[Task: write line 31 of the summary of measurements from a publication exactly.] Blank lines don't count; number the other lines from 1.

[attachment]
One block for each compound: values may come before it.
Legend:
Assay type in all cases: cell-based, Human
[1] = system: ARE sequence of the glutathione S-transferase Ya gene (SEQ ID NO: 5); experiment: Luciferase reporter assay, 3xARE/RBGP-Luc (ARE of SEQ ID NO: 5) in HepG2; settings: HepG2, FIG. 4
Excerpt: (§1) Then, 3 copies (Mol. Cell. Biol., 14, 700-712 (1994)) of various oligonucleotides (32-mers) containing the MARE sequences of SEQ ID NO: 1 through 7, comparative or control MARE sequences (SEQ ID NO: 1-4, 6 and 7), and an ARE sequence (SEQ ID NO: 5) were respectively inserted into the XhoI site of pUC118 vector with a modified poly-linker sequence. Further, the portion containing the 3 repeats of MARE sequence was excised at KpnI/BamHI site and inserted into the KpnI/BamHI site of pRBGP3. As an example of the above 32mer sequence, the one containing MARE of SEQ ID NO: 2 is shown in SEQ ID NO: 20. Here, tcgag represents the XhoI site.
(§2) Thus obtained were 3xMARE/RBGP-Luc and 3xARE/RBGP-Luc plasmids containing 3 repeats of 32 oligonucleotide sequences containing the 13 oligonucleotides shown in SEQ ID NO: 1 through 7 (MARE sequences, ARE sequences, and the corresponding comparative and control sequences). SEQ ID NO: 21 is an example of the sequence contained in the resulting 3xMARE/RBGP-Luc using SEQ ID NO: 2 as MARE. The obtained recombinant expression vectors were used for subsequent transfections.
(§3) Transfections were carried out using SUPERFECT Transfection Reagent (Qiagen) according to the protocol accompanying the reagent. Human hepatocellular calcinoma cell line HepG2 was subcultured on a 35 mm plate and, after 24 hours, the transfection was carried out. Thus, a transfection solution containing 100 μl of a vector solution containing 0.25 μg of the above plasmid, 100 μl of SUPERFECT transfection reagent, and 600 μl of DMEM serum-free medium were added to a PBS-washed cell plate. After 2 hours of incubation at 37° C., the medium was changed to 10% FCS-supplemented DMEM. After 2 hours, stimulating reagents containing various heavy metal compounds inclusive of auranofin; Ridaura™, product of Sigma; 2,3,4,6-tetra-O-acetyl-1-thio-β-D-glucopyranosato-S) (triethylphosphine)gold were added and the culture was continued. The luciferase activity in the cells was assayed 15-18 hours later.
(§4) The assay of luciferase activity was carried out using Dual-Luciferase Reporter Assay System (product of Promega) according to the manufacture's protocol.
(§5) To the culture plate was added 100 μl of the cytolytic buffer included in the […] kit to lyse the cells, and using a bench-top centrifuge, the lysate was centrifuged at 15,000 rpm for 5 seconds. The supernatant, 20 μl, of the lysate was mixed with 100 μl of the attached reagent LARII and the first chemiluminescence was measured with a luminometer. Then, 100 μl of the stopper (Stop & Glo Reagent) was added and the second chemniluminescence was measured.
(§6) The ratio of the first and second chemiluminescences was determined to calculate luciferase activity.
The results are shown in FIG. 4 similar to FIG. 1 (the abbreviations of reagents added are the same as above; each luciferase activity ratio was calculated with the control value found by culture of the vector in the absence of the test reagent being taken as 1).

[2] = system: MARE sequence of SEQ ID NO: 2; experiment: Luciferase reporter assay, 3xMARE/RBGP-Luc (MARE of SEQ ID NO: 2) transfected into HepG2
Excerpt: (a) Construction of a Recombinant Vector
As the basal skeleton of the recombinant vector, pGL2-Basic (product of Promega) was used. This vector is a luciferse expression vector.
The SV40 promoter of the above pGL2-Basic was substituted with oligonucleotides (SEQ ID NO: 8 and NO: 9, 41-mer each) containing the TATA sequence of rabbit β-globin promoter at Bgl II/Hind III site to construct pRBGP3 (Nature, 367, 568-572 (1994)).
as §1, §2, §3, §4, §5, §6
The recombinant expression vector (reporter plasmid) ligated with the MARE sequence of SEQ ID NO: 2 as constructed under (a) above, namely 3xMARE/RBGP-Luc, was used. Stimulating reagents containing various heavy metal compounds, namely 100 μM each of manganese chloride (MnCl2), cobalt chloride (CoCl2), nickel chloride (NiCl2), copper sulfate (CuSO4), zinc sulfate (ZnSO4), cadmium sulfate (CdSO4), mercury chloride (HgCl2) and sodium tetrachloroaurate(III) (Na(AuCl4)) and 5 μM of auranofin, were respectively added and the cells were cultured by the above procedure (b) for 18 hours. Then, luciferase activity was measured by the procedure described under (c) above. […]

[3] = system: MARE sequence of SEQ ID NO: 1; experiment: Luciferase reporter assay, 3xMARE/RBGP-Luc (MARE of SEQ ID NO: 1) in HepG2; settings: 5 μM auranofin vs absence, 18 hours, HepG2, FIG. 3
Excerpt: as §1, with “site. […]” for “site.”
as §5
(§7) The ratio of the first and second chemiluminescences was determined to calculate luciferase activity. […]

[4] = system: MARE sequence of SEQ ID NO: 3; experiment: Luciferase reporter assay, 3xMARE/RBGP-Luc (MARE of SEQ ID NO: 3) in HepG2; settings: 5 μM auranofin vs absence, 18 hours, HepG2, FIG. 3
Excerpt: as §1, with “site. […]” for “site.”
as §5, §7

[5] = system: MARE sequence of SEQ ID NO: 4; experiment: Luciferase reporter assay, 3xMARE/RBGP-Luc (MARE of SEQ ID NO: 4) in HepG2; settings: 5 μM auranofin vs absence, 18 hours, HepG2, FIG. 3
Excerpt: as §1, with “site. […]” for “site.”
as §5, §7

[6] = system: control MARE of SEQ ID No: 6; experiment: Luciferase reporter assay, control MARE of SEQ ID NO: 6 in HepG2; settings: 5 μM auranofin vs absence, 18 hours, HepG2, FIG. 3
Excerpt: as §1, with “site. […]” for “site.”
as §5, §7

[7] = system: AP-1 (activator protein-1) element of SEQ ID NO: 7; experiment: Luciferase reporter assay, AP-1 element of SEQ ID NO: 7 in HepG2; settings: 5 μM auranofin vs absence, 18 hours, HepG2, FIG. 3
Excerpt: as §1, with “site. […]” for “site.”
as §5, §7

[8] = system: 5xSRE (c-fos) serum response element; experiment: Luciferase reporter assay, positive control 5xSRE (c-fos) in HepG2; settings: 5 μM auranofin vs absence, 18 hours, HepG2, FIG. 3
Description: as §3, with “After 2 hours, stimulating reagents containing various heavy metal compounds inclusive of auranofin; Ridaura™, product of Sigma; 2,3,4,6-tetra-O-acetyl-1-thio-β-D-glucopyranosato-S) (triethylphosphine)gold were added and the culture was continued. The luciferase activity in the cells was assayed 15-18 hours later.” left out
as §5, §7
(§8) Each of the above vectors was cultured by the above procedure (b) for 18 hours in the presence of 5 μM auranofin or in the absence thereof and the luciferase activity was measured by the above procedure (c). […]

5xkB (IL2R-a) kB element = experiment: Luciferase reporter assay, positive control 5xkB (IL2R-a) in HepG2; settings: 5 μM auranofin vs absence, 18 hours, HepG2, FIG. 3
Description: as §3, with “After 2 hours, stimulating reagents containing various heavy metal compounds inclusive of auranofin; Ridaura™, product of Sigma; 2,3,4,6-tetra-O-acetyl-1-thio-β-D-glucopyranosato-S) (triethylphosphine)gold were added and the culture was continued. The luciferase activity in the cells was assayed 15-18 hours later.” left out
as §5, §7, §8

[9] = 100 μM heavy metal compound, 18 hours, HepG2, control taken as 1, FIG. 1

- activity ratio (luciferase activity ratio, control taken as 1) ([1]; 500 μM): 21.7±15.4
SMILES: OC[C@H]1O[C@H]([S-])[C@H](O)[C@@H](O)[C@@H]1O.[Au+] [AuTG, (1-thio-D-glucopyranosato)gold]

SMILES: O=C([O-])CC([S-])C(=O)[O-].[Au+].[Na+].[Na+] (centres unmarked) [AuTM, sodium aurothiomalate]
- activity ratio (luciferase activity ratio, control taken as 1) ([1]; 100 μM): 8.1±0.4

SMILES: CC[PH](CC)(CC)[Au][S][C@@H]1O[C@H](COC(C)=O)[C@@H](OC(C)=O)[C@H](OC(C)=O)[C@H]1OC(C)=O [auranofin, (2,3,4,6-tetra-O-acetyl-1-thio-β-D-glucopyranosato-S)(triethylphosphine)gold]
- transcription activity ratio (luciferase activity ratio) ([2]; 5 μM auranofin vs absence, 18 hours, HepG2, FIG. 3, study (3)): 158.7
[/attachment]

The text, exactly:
[7] = system: AP-1 (activator protein-1) element of SEQ ID NO: 7; experiment: Luciferase reporter assay, AP-1 element of SEQ ID NO: 7 in HepG2; settings: 5 μM auranofin vs absence, 18 hours, HepG2, FIG. 3